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Quiz 70

Presentation of Quiz #70

A 25-year-old male presented with eye complaints and a 2 month history of recurrent redness, pain, and an anterior stromal corneal infiltrate.  The patient was immunocompetent; the condition was thought to be viral.  The following image was seen on the Gram stain.


  • What possibilities should be considered?
  • Do these structures explain the patient’s symptoms and history?  Why or why not?  What additional laboratory procedures could be performed?

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Answer and Discussion of Quiz #70

This image strongly suggests a positive Gram stain with gram-positive microorganisms, other than a virus.  Routine cultures were negative.  Other stains revealed the following: (left to right) H&E, PAS, silver.


Another specimen was stained with Ryan’s modified trichrome stain (see below).  Also note the diagram of the spore containing the coiled polar tubule.

quiz70_slide5 quiz70_slide6

Answers to Questions:
These organisms are microsporidial spores (1-7).  Note:  more color differentiation and details are visible in the special stains.  Although the microsporidia are true eukaryotes (i.e., they possess a typical eukaryotic nucleus, endomembrane system, and cytoskeleton), they also display molecular and cytological characteristics of prokaryotes, including features of the translational apparatus and genome size (range of bacteria), and lack recognizable mitochondria, peroxisomes, and typical Golgi membranes. These unusual features are thought to reflect their primitive eukaryotic nature. However, it is now well recognized that these unicellular organisms are best described as representing one of many offshoots of the fungal kingdom. Phylogenetic studies have confirmed that the microsporidia evolved from the fungi, being most closely related to the zygomycetes. Other features that are shared with fungi include the presence of chitin and trehalose, similarities in cell cycles, and certain gene organizations. Microsporidia are now considered to be highly derived fungi that underwent genetic and functional losses, thus resulting in one of the smallest eukaryotic genomes known.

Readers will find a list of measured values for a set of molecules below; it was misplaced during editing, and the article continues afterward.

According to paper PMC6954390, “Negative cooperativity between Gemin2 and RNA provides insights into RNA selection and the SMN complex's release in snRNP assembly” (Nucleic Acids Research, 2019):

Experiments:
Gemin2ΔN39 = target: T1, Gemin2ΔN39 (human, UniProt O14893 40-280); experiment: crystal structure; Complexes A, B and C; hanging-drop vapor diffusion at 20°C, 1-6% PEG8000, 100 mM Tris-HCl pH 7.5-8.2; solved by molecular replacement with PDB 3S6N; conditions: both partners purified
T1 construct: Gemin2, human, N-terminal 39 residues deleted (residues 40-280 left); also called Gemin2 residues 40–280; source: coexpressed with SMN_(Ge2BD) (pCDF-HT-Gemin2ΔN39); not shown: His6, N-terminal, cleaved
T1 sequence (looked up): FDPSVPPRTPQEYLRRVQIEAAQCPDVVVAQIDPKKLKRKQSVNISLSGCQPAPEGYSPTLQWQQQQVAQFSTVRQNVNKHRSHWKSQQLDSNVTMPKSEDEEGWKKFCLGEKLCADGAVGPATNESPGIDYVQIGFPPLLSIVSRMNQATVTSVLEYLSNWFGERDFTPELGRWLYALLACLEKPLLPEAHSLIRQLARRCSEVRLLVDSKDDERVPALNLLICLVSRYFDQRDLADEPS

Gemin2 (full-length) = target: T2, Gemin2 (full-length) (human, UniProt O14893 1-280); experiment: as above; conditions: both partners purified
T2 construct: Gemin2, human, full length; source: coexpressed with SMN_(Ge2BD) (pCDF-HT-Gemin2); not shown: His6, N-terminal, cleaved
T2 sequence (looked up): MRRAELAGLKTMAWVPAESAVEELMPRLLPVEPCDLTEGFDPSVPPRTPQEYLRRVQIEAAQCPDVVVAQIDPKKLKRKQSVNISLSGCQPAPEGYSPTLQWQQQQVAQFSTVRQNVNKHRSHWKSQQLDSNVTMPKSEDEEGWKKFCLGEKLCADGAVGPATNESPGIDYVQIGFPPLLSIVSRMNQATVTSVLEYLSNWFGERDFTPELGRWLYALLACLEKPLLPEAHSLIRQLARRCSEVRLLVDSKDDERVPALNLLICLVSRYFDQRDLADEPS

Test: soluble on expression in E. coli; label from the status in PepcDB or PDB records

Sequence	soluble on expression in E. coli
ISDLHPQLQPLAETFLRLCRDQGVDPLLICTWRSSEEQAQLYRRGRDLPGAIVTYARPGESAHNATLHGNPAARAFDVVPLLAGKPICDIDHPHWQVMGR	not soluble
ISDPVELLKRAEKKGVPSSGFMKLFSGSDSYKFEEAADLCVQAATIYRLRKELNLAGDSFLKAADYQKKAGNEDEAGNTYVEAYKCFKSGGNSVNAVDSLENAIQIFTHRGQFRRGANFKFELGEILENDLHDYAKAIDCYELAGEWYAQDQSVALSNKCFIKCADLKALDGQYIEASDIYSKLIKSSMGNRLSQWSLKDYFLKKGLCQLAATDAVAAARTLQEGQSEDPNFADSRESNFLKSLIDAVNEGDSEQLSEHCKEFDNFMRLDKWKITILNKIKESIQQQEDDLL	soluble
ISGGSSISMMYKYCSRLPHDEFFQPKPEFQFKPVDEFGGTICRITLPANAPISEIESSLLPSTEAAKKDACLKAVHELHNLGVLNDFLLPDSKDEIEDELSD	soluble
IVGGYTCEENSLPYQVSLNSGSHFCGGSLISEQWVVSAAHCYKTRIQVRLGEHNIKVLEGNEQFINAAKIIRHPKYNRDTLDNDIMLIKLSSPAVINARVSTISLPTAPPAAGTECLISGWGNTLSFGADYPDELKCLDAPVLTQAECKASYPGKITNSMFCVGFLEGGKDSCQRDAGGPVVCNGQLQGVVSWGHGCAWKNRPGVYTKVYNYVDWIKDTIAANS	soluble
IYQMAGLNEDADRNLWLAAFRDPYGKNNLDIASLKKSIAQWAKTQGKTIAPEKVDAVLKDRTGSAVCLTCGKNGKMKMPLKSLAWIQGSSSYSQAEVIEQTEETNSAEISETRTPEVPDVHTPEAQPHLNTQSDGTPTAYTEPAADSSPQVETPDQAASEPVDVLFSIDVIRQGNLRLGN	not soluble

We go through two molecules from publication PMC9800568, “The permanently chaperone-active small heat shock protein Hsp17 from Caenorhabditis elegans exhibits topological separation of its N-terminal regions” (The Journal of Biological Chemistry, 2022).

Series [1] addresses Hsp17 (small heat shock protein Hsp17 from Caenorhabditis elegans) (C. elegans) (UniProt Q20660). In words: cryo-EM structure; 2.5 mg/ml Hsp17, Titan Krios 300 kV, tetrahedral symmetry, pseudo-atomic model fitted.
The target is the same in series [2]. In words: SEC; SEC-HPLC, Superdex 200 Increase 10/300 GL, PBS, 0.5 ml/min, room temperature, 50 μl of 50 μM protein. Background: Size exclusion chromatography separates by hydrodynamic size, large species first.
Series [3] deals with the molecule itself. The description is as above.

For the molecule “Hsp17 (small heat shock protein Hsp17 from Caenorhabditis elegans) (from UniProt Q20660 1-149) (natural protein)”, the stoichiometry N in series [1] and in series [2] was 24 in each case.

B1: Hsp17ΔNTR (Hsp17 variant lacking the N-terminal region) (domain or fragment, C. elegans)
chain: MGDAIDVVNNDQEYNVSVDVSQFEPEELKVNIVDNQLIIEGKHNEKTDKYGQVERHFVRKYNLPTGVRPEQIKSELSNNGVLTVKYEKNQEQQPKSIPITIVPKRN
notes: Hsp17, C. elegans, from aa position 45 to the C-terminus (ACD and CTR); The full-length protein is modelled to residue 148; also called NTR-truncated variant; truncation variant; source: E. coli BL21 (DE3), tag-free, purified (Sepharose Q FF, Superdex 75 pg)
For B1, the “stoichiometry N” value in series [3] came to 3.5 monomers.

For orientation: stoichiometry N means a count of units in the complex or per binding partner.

The microsporidia are obligate intracellular organisms that have been recognized in a variety of animals, particularly invertebrates. Typical sizes range from 1.5 to 5 µm wide and 2 to 7 µm long; unfortunately, the organisms found in humans tend to be quite small, ranging from 1.5 to 2 µm long. Until recently, awareness and understanding of human infections have been marginal; only with increased understanding of AIDS within the immunosuppressed population has attention been focused on these organisms. Limited availability of EM capability has also played a role in the inability to recognize and diagnose these infections. However, with the introduction of newer diagnostic methods, the ability to identify these parasites has definitely improved. The organisms are characterized by having spores containing a polar tubule, which is an extrusion mechanism for injecting the infective spore contents into host cells. To date, several genera have been recognized in humans: the more common, Encephalitozoon and Enterocytozoon, and the less common, Brachiola, Pleistophora, Trachipleistophora, Vittaforma, Septata, Anncaliia, Tubulinosema, and Microsporidium.

Microsporidia have been recognized as causing disease in animals as early as the 1920s but were not recognized as agents of human disease until the AIDS pandemic began in the mid-1980s. Several earlier human cases had been reported but were thought to be very unusual. Currently, with more than 1,300 species of microsporidia, one would expect confirmation of additional human parasites in the future.  Since 1990, hundreds of microsporidian keratoconjunctivitis cases have been reported, in both HIV negative and positive patients, however, only a few reports have identified the organisms to the specific genus level other than Microsporidium.  Common features include follicular papillary conjunctivitis and coarse punctuate epithelial lesions evolving into keratitis before resolution. Additional clinical features include diffuse, inflamed corneal endothelium with corneal edema and atopic keratoconjunctivitis (rare, affects young men with atopic dermatitis). Almost all of these cases resolved with the use of topical fluoroquinolone monotherapy